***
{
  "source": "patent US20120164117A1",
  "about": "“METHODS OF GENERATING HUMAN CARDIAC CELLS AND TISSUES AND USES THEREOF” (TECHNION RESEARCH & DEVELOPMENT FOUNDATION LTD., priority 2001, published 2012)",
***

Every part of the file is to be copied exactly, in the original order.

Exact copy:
{
  "source": "patent US20120164117A1",
  "about": "“METHODS OF GENERATING HUMAN CARDIAC CELLS AND TISSUES AND USES THEREOF” (TECHNION RESEARCH & DEVELOPMENT FOUNDATION LTD., priority 2001, published 2012)",